by Monica Ng
As I lie in bed and listen to the angry howling voice of the wind and think about yesterday’s news forecast about the winter storm and dramatic change in our weather conditions, I wonder if we will ever have a chance to hold each other again before the world ends. I mean, before the whole planet crumbles beneath into the depths of the ocean or collapses into the nucleus of the Earth. I never forgot about the burning ball-shaped nucleus I learned about in high school geology class. The image of the structure of our planet from my textbook is etched into my brain forever – the crust, mantle and the outer and inner core, which in coloured pictures reminds me of a Gobstopper. If you don’t know what a Gobstopper is, it’s a candy generically known as a jaw breaker. It’s super-hard (as the name suggests) and as you suck it, each layer of colour disappears and reveals a new colour. When you get to the last colour – that’s the end. At that time, the hard candy is nothing but a soft matter that you can crunch with your teeth. And with that final crunching motion, the powder will dissolve and disappear into your mouth. And just like that, it’s gone forever.
Thinking of the Earth being stripped down to the “last colour” like the Gobstopper, is an obsession for me when I picture everything that humans dig out from the earth including precious metals, gems and foundations for endless new buildings and structures. As humans we exploit what’s not ours and rape the earth of things that don’t belong to us. We are greedy and ignore the consequences of our actions – global warming…climate change…world hunger caused by the imbalance of political systems…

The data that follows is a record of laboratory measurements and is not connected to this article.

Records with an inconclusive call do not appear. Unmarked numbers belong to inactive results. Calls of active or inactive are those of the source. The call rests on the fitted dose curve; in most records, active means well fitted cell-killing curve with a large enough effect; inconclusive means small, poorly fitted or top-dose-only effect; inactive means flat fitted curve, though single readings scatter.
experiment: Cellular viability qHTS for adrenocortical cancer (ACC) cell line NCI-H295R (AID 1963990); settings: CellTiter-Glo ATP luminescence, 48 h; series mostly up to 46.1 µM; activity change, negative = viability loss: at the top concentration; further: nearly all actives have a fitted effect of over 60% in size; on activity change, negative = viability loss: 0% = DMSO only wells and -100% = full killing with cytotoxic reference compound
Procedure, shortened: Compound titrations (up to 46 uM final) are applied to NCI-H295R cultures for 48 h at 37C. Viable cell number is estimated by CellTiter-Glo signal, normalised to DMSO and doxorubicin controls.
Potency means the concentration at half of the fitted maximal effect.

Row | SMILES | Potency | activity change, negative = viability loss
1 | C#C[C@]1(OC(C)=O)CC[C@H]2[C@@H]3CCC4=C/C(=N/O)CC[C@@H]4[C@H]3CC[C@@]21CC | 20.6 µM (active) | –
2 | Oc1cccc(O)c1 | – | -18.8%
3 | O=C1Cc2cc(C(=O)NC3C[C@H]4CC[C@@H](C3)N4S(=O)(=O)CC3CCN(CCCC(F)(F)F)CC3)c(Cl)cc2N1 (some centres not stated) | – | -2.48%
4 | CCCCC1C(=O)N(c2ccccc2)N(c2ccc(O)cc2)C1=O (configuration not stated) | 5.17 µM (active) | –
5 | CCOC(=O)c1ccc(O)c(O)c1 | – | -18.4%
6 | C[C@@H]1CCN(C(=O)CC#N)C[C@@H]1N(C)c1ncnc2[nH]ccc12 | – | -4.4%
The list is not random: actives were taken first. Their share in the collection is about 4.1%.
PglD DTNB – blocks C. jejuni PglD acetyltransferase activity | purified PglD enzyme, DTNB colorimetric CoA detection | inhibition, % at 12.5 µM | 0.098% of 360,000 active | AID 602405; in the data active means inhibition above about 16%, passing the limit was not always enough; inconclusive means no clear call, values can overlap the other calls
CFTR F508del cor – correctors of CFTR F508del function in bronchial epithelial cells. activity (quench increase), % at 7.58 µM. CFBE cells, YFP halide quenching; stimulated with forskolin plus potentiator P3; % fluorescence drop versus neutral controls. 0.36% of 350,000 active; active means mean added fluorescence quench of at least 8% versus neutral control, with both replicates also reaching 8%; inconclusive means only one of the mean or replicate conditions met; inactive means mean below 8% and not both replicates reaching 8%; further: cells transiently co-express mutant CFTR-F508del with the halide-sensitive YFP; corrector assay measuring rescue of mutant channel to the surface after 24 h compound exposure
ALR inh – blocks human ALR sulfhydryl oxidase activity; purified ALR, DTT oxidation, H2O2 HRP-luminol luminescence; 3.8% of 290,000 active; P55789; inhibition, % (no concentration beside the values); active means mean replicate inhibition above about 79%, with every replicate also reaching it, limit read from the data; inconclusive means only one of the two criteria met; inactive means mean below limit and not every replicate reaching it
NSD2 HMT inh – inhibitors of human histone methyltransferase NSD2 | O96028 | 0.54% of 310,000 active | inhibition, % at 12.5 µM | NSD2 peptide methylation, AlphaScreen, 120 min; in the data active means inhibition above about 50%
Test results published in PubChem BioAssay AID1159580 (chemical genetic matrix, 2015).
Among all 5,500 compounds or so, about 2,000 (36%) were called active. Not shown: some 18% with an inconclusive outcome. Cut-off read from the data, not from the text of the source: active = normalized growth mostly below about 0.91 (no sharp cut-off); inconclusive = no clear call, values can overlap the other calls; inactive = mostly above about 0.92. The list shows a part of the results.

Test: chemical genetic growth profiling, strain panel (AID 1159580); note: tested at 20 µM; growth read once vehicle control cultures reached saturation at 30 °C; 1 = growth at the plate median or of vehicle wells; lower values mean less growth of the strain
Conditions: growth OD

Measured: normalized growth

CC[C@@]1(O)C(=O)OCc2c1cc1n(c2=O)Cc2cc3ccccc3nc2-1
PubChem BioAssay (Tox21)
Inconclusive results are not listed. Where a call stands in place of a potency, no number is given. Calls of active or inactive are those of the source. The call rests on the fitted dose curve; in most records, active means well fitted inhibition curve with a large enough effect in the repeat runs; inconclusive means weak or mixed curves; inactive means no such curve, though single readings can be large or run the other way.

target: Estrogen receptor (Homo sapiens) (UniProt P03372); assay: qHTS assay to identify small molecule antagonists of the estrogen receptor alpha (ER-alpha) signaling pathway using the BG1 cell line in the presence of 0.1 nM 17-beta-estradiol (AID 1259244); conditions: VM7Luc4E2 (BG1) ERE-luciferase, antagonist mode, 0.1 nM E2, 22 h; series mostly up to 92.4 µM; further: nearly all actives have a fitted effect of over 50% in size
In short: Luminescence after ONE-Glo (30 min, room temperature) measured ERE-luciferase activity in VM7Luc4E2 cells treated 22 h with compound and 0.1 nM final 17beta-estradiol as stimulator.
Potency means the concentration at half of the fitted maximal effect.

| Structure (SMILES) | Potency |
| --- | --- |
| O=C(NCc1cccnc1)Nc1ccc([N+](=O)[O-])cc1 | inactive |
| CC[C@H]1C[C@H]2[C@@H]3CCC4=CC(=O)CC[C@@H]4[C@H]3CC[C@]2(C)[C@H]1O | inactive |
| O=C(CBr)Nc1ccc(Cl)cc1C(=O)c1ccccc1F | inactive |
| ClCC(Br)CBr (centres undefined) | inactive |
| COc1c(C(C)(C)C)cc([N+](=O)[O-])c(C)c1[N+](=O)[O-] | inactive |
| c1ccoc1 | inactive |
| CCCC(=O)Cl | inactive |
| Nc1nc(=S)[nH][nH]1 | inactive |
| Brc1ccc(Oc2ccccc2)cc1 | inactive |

The more we dig, the closer we are to collapsing our planet. At that time we will all slide into the fiery core like a thousand puzzle pieces being poured back into into the box after we are done building it. But unlike the puzzle pieces, we will fall into the abyss. From above in the galaxy, we would see planet Earth one second and then poof, it would turn to dust. It’s like how things above disappear into the sinkholes that occur when the earth beneath shifts or weakens – or simply when what humans have built can no longer support the weight that it was designed to hold. I think about plate tectonics – plates that weren’t attached to begin, crashing together at an incredible force – creating new continental divides, mountains that weren’t there before and new political disputes to settle the matter of newly acquired land. I picture the divide between us. Will we meet again in our lifetime? Can I hold you again and lovingly stroke your five o’clock shadow before the world we know is over? Everything in life seems trivial and becomes insignificant when I think about this. A magnetic pull so strong exists between us but we allow the small things to keep us apart. At the end of the day, does it TRULY matter that I typed the word “into” twice in a row in my rantings above? You probably didn’t notice because we are programmed to read like robots, so don’t feel bad that you didn’t notice. It’s something that spell check won’t catch. Maybe grammar check would catch it, but honestly who cares?! But if you happened to notice my intentional typo, thought it was accidental and wanted to tell me – I love you for that because you know that I am a perfectionist and would want to correct my typo before I share my work with the world.
Cherishing and holding onto what and who matters most to us while we are alive, is what really matters.